Tuesday, April 3, 2012

Touring in Montevideo

We began our day of touring by visiting the Uruguay American School, where host Mike Schramm is director and Jean Schramm teaches.

 Then thanks to travel advice from Tony Quinn, we visited the Museo de Futbol, located in a corner of the Estadio Centenario, the stadium where the first World Cup was played in 1930 (where the US had its highest ever World Cup finish).

Paul in Estadio Centenario

Cabinet about the 1930 USMNT
The museum was an especial hit with Nancy and Jean because Uruguay's oldest professional team, Albion, carries the same name as their home town in Michigan.
Jean and Nancy with framed futbol jerseys etc
Mostly, though, the museum was a paean to Uruguay's past soccer glories: two Olympics victories in the 1920's, World Cup victories in 1930 and 1950, plus a passel of youth championships, memorialized with posters, photos, newspaper headlines and the like.
Newspaper front page commemorating Uruguay's win over Holland in the 1930 World Cup semifinal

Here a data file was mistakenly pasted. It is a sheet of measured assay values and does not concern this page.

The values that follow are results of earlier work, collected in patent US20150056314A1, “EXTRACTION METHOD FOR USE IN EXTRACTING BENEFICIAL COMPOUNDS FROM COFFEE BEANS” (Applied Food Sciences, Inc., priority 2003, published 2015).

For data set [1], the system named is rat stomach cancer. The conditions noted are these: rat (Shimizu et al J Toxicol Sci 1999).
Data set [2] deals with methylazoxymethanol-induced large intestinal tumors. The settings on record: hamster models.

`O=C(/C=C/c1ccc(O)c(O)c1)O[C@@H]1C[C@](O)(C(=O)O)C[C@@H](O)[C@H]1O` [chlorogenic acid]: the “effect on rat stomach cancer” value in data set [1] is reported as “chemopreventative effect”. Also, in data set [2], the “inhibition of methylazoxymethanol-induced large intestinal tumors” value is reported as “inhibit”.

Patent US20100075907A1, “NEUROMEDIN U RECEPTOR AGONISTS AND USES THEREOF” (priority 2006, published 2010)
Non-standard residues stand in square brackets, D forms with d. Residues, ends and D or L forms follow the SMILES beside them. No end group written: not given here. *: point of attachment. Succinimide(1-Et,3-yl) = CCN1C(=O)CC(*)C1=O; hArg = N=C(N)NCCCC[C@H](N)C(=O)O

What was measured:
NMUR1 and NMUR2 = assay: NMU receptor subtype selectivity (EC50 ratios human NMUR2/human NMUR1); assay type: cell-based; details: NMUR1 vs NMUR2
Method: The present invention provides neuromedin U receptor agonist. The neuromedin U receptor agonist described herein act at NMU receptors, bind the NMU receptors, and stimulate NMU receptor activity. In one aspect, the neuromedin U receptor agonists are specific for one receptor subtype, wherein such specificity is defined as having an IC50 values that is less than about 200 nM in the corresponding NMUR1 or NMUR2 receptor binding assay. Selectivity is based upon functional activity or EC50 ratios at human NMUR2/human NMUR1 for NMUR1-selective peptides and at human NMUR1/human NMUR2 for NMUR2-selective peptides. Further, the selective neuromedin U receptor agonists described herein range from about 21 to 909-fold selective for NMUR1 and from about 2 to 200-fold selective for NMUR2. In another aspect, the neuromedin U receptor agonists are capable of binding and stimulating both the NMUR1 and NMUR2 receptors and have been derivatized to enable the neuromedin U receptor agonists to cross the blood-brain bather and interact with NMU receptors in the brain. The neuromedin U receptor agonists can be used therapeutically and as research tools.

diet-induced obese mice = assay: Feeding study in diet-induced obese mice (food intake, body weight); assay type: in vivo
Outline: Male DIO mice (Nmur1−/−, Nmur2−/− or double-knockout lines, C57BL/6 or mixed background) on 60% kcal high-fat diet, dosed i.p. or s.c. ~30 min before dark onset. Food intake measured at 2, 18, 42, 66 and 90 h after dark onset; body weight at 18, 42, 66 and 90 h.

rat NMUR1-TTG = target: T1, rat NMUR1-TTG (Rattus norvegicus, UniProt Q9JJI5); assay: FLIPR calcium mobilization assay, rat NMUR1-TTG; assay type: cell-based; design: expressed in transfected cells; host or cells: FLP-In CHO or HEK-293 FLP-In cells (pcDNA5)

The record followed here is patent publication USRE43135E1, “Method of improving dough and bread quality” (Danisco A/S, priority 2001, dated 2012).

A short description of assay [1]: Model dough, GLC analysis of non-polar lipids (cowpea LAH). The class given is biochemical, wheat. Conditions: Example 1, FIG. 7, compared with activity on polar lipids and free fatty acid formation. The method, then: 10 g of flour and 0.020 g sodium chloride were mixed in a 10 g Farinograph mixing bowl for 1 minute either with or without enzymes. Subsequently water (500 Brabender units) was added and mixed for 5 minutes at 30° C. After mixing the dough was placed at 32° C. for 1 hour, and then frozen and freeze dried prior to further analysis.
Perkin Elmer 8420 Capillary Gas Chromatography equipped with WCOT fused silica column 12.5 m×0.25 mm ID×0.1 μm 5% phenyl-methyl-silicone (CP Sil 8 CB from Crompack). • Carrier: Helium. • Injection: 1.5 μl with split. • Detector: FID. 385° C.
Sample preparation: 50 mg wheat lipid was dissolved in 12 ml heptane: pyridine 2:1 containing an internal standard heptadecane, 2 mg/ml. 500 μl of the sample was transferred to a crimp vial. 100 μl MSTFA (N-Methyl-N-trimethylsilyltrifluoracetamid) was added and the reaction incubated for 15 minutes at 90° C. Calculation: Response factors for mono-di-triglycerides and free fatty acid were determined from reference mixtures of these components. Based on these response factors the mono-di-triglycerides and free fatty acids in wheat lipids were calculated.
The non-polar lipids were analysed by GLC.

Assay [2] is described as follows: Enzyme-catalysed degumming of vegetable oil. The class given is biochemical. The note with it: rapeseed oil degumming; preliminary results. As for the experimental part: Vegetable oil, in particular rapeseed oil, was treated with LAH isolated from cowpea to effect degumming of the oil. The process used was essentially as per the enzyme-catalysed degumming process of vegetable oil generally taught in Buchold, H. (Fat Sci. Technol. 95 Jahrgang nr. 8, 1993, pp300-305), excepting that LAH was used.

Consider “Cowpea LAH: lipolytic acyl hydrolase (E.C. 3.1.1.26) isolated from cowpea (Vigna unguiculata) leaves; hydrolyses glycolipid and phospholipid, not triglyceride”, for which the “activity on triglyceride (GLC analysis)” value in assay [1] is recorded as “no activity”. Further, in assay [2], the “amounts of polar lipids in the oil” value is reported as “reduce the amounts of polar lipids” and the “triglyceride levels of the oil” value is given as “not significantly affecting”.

One photo of each goal scored by Uruguay in the 1930 final

Then we drove to the Old City, where we gawked at the Palacio Salvo on the Plaza Independencia before spending a couple of hours visiting banks to try to solve a serious problem -- our ATM card was not working (we managed to get a large cash advance in the end).
Palacio Salvo behind Plaza Independencia

An old street sign

Then we went to the Mercado del Puerto, a collection of grilling restaurants.  We had some excellent fish and sweet potato -- it took sending the first beef dish back to get a tender plate, but the grilled chicken as hopelessly dry.
Entrance to the Mercado del Puerto
We drove home along La Rambla, eventually looking back to see the downtown skyline in the distance.

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